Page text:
ARTICLE | doi:10.20944/preprints202212.0055.v1
Subject: Earth Sciences, Geophysics Keywords: Marchenko method; irregular sampling; focusing function; Green’s function; sparse inversion
Online: 5 December 2022 (02:06:49 CET)
The Marchenko method is a data-driven way which makes it possible to calculate Green's functions from virtual points in the subsurface by the reflection data at the surface, only requiring a macro velocity model. This method requires collocated sources and receivers. However, in practice, subsampling of sources or receivers will cause gaps and distortions in the obtained focusing functions and Green's functions. To solve this problem, this paper proposes to integrate sparse inversion into the iterative Marchenko scheme. Specifically, we add sparsity constraints to the Marchenko equations and apply sparse inversion during the iterative process. Our work not only reduces the strict requirements on acquisition geometries, but also avoids the complexity and instability of direct inversion for Marchenko equations. This new method is applied to a two-dimensional numerical example with irregular sampled data. The result shows that it can effectively fill gaps of the obtained focusing functions and Green's functions in the Marchenko method.
ARTICLE | doi:10.20944/preprints202101.0219.v1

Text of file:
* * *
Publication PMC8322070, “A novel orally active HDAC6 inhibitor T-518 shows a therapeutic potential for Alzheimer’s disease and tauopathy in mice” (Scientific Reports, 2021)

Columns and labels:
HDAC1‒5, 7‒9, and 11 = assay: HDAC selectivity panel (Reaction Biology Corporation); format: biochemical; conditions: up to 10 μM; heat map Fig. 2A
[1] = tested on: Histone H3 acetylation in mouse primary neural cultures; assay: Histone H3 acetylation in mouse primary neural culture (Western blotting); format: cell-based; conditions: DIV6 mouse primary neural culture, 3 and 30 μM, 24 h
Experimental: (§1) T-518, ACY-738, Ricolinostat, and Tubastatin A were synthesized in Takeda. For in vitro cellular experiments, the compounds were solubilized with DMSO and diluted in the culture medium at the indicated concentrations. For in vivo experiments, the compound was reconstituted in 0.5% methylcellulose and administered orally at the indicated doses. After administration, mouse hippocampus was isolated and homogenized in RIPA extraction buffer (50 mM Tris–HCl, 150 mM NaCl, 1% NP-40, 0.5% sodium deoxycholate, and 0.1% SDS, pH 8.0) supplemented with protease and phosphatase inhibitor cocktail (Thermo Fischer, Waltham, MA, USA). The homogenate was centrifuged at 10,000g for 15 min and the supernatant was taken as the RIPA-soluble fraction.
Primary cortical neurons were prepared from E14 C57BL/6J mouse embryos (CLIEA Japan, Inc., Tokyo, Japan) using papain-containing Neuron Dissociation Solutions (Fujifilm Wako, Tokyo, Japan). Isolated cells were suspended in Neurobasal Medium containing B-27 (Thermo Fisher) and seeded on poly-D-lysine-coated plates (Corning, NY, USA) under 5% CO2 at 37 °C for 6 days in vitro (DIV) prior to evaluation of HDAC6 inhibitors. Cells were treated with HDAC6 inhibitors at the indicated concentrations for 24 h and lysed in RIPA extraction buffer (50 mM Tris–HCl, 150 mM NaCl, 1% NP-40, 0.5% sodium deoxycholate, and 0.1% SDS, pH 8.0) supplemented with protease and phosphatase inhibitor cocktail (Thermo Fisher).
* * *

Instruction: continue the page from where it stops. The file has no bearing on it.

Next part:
Subject: Engineering, Automotive Engineering Keywords: Waterbomb structure; Origami pattern; Quasi-static load; Critical axial buckling load-to-weight ratio; Radial stiffness-to-weight ratio
Online: 12 January 2021 (12:20:55 CET)
Waterbomb structures are origami-inspired deformable structural components used in new types of robots. They have a unique radially deployable ability that enables robots to better adapt to their environment. In this paper, we propose a series of new waterbomb structures with square, rectangle, and parallelogram base units. Through quasi-static axial and radial compression experiments and numerical simulations, we prove that the parallelogram waterbomb structure has a twist displacement mode along the axial direction. Compared with the square waterbomb structure, the proposed optimal design of the parallelogram waterbomb structure reduces the critical axial buckling load-to-weight ratio by 55.4% and increases the radial stiffness-to-weight ratio by 67.6%. The significant increase in the radial stiffness-to-weight ratio of the waterbomb structure and decrease in the critical axial buckling load-to-weight ratio make the proposed origami pattern attractive for practical robotics applications.